I think I have now shown how the possibility of permeating the moral law with what we can know of nature, and conversely, of permeating nature-knowledge with moral law — is bound up with Spiritual Science. For the phantom which figures today in external science as Man, that delusive picture which shows Man as a configuration of mineral substance, simply does not exist. Man is just as much organised into the Fluid element as into the Solid; he is organised also into the element of Air, and above all, into that of Heat. When we come as far as Heat, we find the transition to the soul-and-spirit nature, for in Heat we have already the transition from Space to Time; and that which is of the soul flows in the temporal. Beyond Heat we pass more and more out of Space into Time, and it becomes possible, by the roundabout way here indicated, to seek the moral in the physical. Indeed it might be said that one who thinks short-sightedly will scarcely arrive at the connection of the moral with the physical in human nature — for one might certainly go to meet death as a miscreant without dislocating a limb, but remaining a well-formed man. The heat condition in the man is however not examined. The heat condition is changed far more subtly and delicately than is supposed, and works back upon what man carries through death. Today the method of study is such that we look up into abstraction, we have our thoughts up there; and we look down into the physical-material. We do not make the transition unless we pass over to the inwardly stirring heat lying between these, which has, at least for human instinct, still a physical as well as a soul aspect. We can develop warmth for our fellows morally — soul-warmth, which is the counterpart of physical warmth. This soul-warmth however, does not arise through a physical change in the sense of Julius Robert Mayer's theory; it arises — but how does it arise? I might say that here it gives palpable evidence of itself. Why do we speak of ‘warm’ feelings? Because we feel, we experience that the feeling we call ‘warm’ gives the picture of outer, physical warmth. The warmth percolates into the picture. What today is only soul-warmth will in a future cosmic existence play a physical part, for the Christ-Impulse will live therein. What today is simply picture-warmth in our world of Feeling — will live on, that it may become physical when the Earth-warmth has disappeared, for it is what the Christ-Substance, the Christ-Nature is. Let us try to find that delicate connection between external physical warmth and that which we instinctively call warmth of feeling; let us try to find it. Let us go to what Goethe said in his book called ‘The Material-Moral effects of Colours’, let us see how in his colour-perception he places the cooling colours on one side, and the warming colours on the other; how he unites the material-moral with the physical conditions which can to a certain extent be measured with a thermoscope, and shows how the element of soul interplays with the external and physical. Then we arrive at one aspect of how a moral cosmogony can be found in the study of Goethe.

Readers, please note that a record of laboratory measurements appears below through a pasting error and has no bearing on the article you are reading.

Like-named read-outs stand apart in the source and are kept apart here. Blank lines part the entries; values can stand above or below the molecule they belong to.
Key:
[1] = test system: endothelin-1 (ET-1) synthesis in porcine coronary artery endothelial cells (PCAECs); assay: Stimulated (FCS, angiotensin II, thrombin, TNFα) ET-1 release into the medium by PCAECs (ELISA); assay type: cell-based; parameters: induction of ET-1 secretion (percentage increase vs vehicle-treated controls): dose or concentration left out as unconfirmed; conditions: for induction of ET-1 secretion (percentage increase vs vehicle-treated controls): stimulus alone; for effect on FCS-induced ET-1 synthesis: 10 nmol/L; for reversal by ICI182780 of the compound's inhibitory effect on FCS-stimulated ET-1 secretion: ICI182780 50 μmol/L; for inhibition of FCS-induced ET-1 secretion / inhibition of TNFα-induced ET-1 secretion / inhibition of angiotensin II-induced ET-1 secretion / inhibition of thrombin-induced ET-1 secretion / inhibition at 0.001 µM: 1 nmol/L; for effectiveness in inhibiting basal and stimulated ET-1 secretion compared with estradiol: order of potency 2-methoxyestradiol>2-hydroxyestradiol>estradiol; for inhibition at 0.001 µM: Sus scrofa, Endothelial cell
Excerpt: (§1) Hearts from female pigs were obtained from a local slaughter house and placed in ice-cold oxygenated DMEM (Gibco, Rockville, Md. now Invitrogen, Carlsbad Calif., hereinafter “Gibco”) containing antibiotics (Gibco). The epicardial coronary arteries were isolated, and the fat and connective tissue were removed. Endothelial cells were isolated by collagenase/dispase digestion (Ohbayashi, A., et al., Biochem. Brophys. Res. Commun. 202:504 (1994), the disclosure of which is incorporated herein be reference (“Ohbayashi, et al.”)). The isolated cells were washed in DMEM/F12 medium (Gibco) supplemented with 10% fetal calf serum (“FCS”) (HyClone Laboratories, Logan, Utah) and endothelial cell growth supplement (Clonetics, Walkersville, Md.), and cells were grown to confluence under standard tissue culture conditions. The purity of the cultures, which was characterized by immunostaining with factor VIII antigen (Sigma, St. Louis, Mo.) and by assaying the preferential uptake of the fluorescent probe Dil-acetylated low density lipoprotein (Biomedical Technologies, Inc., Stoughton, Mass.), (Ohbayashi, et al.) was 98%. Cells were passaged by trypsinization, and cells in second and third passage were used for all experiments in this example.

The Jesuits of course hate this alliance. Therefore the best book on Goethe written out of the Jesuit thought is a poisonous book, a terrible book, though much more ingenious and effective than anything written about him elsewhere, because written with inner Jesuitical rhetoric. I refer to the three-volumed work on Goethe by Father Baumgartner. It is full of spite and malice, but it is both powerful and effective. We may be very sure that in that world, of which many people have no conception, a world which opposes us too, Goethe is better known than he is among more cultured circles. Those who appreciate Goethe and understand him from the positive standpoint, form but a small community. There is a large community of those who hate him; we do not conceive it half large enough. Some time ago I pointed out how little people are awake to what lives among us — I once said I would have liked counts to be taken at the door of all those who knew the German work, Weber's Thirteen Limetrees, a work that was truly Roman Catholic in the most positive sense. I should like to know how many it would be! The result would have been deplorable. Yet soon after publication this work ran through hundreds of editions. Have those who bring humanity forward any idea in their waking consciousness of how widespread these things are? That they have a widespread effect is certain; so too have those things from which the conflict with us proceeds. Whereas we have a small community which holds to Goethe, but is yet never able to point to anything of importance from Goethe's wisdom, the Jesuit book on Goethe is written with great cleverness and acumen — and that is precisely what we need, that we may be filled with spirit that is awake. Spiritual Science will surely succeed if a wakeful spiritual life really takes root in us.